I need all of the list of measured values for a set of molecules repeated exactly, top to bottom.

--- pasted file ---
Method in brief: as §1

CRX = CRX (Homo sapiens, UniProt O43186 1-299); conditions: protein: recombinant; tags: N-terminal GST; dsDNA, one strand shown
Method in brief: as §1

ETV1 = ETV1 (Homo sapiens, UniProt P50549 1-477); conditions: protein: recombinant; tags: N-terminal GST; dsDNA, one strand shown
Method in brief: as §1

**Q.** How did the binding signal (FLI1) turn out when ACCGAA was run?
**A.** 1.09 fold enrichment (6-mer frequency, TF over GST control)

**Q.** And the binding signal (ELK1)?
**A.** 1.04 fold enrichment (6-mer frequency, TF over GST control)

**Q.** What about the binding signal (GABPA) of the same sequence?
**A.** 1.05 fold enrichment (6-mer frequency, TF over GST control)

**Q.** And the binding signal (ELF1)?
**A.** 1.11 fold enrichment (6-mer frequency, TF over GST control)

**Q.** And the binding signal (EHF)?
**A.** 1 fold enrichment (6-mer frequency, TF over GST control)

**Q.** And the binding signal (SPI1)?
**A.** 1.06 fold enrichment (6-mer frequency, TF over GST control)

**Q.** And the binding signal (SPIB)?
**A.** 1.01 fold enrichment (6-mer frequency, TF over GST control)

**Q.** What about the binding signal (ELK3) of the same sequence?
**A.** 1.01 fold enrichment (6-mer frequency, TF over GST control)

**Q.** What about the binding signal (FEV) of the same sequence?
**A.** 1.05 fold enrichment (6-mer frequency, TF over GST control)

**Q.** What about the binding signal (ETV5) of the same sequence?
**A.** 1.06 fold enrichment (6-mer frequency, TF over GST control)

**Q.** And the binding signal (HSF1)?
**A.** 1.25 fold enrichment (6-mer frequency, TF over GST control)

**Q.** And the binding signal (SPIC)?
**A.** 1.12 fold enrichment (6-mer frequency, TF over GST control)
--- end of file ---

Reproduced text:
Method in brief: as §1

CRX = CRX (Homo sapiens, UniProt O43186 1-299); conditions: protein: recombinant; tags: N-terminal GST; dsDNA, one strand shown
Method in brief: as §1

ETV1 = ETV1 (Homo sapiens, UniProt P50549 1-477); conditions: protein: recombinant; tags: N-terminal GST; dsDNA, one strand shown
Method in brief: as §1

**Q.** How did the binding signal (FLI1) turn out when ACCGAA was run?
**A.** 1.09 fold enrichment (6-mer frequency, TF over GST control)

**Q.** And the binding signal (ELK1)?
**A.** 1.04 fold enrichment (6-mer frequency, TF over GST control)

**Q.** What about the binding signal (GABPA) of the same sequence?
**A.** 1.05 fold enrichment (6-mer frequency, TF over GST control)

**Q.** And the binding signal (ELF1)?
**A.** 1.11 fold enrichment (6-mer frequency, TF over GST control)

**Q.** And the binding signal (EHF)?
**A.** 1 fold enrichment (6-mer frequency, TF over GST control)

**Q.** And the binding signal (SPI1)?
**A.** 1.06 fold enrichment (6-mer frequency, TF over GST control)

**Q.** And the binding signal (SPIB)?
**A.** 1.01 fold enrichment (6-mer frequency, TF over GST control)

**Q.** What about the binding signal (ELK3) of the same sequence?
**A.** 1.01 fold enrichment (6-mer frequency, TF over GST control)

**Q.** What about the binding signal (FEV) of the same sequence?
**A.** 1.05 fold enrichment (6-mer frequency, TF over GST control)

**Q.** What about the binding signal (ETV5) of the same sequence?
**A.** 1.06 fold enrichment (6-mer frequency, TF over GST control)

**Q.** And the binding signal (HSF1)?
**A.** 1.25 fold enrichment (6-mer frequency, TF over GST control)

**Q.** And the binding signal (SPIC)?
**A.** 1.12 fold enrichment (6-mer frequency, TF over GST control)